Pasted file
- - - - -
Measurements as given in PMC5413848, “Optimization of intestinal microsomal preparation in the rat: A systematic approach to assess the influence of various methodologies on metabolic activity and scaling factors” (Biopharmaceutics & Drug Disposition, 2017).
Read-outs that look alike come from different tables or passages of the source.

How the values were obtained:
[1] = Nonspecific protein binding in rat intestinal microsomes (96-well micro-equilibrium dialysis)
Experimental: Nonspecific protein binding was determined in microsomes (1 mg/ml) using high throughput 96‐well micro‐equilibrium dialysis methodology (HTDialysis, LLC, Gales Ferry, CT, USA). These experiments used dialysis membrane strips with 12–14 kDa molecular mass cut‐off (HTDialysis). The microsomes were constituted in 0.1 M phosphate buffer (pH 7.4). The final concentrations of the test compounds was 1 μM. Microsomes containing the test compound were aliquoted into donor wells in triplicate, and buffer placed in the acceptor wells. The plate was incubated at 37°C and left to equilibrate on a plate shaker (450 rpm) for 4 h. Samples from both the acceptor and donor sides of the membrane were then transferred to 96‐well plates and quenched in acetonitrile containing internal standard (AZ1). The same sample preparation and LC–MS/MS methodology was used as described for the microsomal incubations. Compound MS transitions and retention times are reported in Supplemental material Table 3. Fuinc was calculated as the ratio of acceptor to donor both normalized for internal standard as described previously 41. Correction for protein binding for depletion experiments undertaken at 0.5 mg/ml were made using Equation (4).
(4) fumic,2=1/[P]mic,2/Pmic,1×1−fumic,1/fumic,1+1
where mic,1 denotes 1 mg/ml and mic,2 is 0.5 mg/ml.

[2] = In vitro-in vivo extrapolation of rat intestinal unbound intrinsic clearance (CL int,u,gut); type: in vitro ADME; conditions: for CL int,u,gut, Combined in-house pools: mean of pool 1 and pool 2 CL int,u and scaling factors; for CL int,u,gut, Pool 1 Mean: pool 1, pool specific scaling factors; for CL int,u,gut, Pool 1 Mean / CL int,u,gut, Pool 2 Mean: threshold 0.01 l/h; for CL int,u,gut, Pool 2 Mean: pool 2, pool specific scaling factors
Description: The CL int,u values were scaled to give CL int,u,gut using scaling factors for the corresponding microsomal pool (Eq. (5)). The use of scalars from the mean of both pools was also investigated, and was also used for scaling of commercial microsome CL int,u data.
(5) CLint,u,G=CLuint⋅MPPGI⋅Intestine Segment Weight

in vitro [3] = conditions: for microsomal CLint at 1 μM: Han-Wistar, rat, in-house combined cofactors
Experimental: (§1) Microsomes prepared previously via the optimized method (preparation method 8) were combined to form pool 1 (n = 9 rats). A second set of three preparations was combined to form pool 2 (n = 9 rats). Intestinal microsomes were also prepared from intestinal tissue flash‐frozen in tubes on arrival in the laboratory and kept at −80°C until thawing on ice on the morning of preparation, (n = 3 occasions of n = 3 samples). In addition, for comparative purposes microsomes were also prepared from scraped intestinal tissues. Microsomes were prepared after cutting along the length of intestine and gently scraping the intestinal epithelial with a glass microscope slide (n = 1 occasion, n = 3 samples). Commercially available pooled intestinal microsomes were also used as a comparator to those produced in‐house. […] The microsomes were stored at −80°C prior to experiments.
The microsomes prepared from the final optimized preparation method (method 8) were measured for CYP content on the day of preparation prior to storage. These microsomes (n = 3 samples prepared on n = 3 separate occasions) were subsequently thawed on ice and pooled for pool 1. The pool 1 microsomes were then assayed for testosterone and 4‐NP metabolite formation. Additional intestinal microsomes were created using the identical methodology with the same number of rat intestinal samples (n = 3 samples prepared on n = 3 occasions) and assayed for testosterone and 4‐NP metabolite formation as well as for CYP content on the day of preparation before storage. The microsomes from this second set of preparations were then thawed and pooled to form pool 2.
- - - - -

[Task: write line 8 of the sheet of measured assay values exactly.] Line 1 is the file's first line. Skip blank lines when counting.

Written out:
[2] = In vitro-in vivo extrapolation of rat intestinal unbound intrinsic clearance (CL int,u,gut); type: in vitro ADME; conditions: for CL int,u,gut, Combined in-house pools: mean of pool 1 and pool 2 CL int,u and scaling factors; for CL int,u,gut, Pool 1 Mean: pool 1, pool specific scaling factors; for CL int,u,gut, Pool 1 Mean / CL int,u,gut, Pool 2 Mean: threshold 0.01 l/h; for CL int,u,gut, Pool 2 Mean: pool 2, pool specific scaling factors